Iron Sky (2012)

<strong class="MovieTitle">Iron Sky</strong> (2012)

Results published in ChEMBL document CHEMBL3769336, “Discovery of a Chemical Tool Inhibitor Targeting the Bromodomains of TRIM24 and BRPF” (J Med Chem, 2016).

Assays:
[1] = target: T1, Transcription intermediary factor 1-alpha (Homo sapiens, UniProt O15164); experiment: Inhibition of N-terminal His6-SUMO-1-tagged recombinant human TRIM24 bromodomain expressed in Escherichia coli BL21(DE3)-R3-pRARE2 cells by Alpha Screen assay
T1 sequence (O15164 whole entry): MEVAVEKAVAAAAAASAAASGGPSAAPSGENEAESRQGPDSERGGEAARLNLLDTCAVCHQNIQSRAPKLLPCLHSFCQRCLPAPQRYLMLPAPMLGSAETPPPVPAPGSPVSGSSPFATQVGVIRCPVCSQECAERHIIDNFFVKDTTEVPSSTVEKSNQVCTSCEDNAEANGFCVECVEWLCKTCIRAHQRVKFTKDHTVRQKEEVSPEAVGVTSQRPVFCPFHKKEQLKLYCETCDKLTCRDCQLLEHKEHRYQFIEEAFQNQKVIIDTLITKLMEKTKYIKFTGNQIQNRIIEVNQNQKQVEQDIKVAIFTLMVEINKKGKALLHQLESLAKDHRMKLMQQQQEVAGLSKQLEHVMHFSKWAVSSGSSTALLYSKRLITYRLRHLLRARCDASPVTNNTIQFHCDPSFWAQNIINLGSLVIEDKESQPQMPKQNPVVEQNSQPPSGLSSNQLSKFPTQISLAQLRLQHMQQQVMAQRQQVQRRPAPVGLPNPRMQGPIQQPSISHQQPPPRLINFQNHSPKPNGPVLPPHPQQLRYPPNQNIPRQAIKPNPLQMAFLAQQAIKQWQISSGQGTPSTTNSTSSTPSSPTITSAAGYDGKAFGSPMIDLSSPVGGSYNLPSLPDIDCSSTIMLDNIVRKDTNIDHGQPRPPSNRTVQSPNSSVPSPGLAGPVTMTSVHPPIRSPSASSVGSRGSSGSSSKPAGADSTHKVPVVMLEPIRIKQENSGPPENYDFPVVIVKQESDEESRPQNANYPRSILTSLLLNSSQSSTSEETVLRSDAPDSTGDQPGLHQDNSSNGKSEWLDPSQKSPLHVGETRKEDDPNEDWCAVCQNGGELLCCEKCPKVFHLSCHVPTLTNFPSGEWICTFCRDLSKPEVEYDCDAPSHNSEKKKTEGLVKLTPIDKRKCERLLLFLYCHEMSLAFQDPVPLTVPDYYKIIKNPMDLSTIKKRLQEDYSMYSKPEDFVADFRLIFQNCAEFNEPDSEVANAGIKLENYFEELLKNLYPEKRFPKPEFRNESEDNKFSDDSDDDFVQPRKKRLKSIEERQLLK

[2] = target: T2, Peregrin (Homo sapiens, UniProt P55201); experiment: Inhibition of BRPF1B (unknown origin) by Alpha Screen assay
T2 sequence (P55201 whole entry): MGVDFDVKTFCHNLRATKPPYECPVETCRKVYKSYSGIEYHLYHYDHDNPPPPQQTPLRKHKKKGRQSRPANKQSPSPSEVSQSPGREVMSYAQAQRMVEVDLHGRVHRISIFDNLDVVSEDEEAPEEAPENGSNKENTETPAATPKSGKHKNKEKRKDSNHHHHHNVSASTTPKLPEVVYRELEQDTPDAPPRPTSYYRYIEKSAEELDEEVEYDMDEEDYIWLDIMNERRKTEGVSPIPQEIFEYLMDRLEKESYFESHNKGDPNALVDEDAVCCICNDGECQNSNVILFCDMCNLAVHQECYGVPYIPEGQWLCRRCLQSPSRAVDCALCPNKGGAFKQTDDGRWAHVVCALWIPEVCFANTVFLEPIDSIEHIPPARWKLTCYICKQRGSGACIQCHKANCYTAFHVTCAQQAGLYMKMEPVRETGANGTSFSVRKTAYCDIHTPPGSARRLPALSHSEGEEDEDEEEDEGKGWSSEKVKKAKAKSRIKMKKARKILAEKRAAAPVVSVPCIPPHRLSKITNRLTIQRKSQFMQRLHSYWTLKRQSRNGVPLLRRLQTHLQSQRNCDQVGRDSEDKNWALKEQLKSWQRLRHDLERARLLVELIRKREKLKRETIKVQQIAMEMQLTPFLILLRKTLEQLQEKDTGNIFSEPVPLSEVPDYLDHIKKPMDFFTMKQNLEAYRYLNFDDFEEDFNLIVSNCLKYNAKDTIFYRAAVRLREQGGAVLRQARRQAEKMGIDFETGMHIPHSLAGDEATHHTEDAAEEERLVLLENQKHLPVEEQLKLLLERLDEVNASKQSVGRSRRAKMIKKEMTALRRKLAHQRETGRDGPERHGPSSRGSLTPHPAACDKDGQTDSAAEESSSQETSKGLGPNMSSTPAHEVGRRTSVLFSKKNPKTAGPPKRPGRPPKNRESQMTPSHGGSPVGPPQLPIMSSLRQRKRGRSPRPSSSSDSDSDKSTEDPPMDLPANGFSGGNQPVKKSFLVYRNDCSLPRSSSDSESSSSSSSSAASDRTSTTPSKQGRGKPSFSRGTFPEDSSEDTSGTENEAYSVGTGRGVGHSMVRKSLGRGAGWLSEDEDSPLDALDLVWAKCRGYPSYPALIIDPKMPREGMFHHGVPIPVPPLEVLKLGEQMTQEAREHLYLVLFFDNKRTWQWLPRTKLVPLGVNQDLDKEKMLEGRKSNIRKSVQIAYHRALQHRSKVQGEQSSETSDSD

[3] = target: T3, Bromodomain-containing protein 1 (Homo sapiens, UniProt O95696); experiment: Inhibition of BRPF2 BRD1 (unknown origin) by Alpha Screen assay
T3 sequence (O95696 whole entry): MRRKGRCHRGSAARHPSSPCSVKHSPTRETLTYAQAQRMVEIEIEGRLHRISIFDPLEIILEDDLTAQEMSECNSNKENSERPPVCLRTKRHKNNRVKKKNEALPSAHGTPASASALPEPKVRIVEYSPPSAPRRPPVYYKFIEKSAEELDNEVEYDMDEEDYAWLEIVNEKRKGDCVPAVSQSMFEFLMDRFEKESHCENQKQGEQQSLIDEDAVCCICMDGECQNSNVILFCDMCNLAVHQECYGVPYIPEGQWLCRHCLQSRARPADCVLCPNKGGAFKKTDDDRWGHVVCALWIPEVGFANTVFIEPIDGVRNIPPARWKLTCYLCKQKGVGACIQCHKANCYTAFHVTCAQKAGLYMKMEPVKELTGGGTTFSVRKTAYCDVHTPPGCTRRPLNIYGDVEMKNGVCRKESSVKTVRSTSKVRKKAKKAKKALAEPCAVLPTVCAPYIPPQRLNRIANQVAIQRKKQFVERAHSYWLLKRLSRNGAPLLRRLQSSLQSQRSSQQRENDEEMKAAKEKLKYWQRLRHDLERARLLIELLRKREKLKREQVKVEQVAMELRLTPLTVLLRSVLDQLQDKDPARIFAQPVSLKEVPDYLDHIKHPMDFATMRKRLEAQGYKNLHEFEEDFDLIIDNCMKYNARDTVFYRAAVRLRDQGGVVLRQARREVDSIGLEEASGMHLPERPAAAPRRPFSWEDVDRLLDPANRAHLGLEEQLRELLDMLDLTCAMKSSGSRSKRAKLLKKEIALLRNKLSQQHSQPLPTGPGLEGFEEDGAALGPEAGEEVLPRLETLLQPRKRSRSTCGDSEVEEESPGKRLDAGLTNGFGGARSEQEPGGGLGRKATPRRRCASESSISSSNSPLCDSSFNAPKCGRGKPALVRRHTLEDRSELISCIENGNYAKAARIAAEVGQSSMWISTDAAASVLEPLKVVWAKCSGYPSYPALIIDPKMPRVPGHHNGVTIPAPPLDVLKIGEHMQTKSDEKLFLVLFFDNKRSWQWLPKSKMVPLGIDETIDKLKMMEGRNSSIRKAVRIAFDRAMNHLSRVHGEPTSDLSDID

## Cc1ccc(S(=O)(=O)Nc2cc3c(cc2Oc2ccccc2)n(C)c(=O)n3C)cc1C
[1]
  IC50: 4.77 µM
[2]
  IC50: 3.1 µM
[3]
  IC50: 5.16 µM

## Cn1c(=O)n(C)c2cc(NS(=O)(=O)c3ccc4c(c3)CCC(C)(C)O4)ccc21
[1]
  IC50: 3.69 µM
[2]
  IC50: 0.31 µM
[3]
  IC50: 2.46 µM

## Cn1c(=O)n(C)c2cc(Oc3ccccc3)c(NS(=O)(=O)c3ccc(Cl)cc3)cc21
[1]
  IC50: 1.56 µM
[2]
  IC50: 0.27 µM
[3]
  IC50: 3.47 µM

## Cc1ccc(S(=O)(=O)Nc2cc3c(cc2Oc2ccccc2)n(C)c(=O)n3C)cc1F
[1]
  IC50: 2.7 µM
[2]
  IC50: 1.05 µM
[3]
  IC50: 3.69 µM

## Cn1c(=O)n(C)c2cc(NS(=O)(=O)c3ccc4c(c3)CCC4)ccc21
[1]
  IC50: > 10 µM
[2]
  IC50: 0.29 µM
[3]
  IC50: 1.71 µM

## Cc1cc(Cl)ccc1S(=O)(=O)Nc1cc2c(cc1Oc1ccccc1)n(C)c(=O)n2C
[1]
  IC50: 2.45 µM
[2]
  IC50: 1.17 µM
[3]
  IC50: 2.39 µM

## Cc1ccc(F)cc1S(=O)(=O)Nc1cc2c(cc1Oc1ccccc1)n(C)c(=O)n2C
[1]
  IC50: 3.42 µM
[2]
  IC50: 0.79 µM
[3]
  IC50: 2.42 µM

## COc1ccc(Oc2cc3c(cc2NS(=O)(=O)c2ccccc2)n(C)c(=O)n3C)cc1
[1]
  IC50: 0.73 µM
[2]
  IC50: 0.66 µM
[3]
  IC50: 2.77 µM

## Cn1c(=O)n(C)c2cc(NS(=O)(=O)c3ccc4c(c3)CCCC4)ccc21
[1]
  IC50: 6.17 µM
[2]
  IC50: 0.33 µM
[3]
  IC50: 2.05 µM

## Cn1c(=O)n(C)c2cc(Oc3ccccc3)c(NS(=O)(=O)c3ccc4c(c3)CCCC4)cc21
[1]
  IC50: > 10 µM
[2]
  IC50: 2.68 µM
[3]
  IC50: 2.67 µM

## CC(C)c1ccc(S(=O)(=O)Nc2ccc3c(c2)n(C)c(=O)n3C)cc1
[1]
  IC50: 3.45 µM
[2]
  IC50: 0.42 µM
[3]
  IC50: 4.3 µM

(On Cable TV, February 2013) I was really hoping that this film would be good.  After all, this is (more or less) the same crew of filmmakers that got their start producing sci-fi parody series Star Wreck in a converted apartment.  To see them ascend to the lower rungs of the B-movie world with Iron Sky is a bit of a triumph for DIY filmmakers; a proof that sci-fi fans with enough drive and talent can end up involved in pro-level filmmaking.  And for a few minutes at a time, Iron Sky is an impressive piece of work.  The special-effects in the film are top-notch, and the ludicrous premise of Nazis hiding in a base on the far side of the moon is good for a few conceptual chuckles.  Sadly, the best moments of Iron Sky are ruined as soon as characters start talking, or when the script starts mugging for laughs.  To put it bluntly, Iron Sky falls into the age-old trap of presenting a bad script with good special effects.  But the bad script isn’t just bad in Hollywood’s charmingly “dumb and generic” way: it’s actively bad in that it’s riddled with dated humor (Sarah Palin jokes in 2012, really?), incoherence, on-the-nose dialogue, meaningless moments and unacceptable racial stereotypes.  (For a film that congratulates itself on laughing at Nazis, Iron Sky has perhaps the single worst jive-talking black character I’ve seen in a looong time.)  The dumb moments extend to a parody of the “Mad Hitler” Internet meme inserted without much grace, extend to a lack of narrative connectivity as events jump all over the place without being connected smoothly, and go all the way to a downer of an ending that flies in the face of the film’s comedy until then.  Not even Julia Dietze as a repentant Nazi schoolteacher can make up for those low points.  To be fair, though, the special effects are very nice, and the film’s most amusing moments come in the last act as a terrestrial fleet of spacecrafts go fighting it out over the Moon, facing an iPod-powered Nazi death machine.  There’s enough here to make a viewing worthwhile (especially to SF fans, special effects geeks or DIY filmmakers looking for inspiration) but Iron Sky simply should have been much, much better than this.

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